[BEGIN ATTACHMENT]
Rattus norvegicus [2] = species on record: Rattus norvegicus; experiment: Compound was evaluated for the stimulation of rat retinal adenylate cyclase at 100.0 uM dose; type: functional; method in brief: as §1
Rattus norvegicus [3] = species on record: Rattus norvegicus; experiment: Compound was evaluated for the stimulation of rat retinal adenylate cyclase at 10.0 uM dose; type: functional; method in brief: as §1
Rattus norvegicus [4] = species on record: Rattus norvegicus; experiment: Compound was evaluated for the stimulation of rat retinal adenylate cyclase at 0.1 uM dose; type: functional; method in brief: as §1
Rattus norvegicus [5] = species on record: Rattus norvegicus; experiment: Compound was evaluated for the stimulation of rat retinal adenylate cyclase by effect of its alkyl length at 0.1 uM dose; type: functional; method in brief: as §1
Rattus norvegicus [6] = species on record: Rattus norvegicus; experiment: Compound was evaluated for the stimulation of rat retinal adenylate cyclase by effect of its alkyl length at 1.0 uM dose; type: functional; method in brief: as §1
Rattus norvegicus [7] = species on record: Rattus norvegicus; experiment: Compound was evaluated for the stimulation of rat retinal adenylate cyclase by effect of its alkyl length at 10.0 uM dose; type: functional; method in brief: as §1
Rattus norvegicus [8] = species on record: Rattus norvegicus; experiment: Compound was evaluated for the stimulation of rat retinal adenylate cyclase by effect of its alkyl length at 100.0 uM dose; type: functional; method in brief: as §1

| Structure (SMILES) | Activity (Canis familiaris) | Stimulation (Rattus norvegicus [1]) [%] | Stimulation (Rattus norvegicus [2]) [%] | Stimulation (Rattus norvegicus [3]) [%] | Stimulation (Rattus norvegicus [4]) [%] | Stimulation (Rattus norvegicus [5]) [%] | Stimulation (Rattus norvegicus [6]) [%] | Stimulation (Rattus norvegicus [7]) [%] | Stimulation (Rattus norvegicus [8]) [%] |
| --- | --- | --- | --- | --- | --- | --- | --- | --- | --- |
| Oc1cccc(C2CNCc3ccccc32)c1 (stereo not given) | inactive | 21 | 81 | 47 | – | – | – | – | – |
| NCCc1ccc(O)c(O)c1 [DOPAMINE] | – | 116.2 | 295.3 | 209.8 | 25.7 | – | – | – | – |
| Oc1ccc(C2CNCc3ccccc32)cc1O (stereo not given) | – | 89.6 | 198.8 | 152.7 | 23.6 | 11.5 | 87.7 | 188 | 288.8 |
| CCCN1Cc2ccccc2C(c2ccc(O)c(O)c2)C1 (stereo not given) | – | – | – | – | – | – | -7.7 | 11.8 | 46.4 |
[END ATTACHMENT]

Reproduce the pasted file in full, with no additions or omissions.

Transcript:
Rattus norvegicus [2] = species on record: Rattus norvegicus; experiment: Compound was evaluated for the stimulation of rat retinal adenylate cyclase at 100.0 uM dose; type: functional; method in brief: as §1
Rattus norvegicus [3] = species on record: Rattus norvegicus; experiment: Compound was evaluated for the stimulation of rat retinal adenylate cyclase at 10.0 uM dose; type: functional; method in brief: as §1
Rattus norvegicus [4] = species on record: Rattus norvegicus; experiment: Compound was evaluated for the stimulation of rat retinal adenylate cyclase at 0.1 uM dose; type: functional; method in brief: as §1
Rattus norvegicus [5] = species on record: Rattus norvegicus; experiment: Compound was evaluated for the stimulation of rat retinal adenylate cyclase by effect of its alkyl length at 0.1 uM dose; type: functional; method in brief: as §1
Rattus norvegicus [6] = species on record: Rattus norvegicus; experiment: Compound was evaluated for the stimulation of rat retinal adenylate cyclase by effect of its alkyl length at 1.0 uM dose; type: functional; method in brief: as §1
Rattus norvegicus [7] = species on record: Rattus norvegicus; experiment: Compound was evaluated for the stimulation of rat retinal adenylate cyclase by effect of its alkyl length at 10.0 uM dose; type: functional; method in brief: as §1
Rattus norvegicus [8] = species on record: Rattus norvegicus; experiment: Compound was evaluated for the stimulation of rat retinal adenylate cyclase by effect of its alkyl length at 100.0 uM dose; type: functional; method in brief: as §1

| Structure (SMILES) | Activity (Canis familiaris) | Stimulation (Rattus norvegicus [1]) [%] | Stimulation (Rattus norvegicus [2]) [%] | Stimulation (Rattus norvegicus [3]) [%] | Stimulation (Rattus norvegicus [4]) [%] | Stimulation (Rattus norvegicus [5]) [%] | Stimulation (Rattus norvegicus [6]) [%] | Stimulation (Rattus norvegicus [7]) [%] | Stimulation (Rattus norvegicus [8]) [%] |
| --- | --- | --- | --- | --- | --- | --- | --- | --- | --- |
| Oc1cccc(C2CNCc3ccccc32)c1 (stereo not given) | inactive | 21 | 81 | 47 | – | – | – | – | – |
| NCCc1ccc(O)c(O)c1 [DOPAMINE] | – | 116.2 | 295.3 | 209.8 | 25.7 | – | – | – | – |
| Oc1ccc(C2CNCc3ccccc32)cc1O (stereo not given) | – | 89.6 | 198.8 | 152.7 | 23.6 | 11.5 | 87.7 | 188 | 288.8 |
| CCCN1Cc2ccccc2C(c2ccc(O)c(O)c2)C1 (stereo not given) | – | – | – | – | – | – | -7.7 | 11.8 | 46.4 |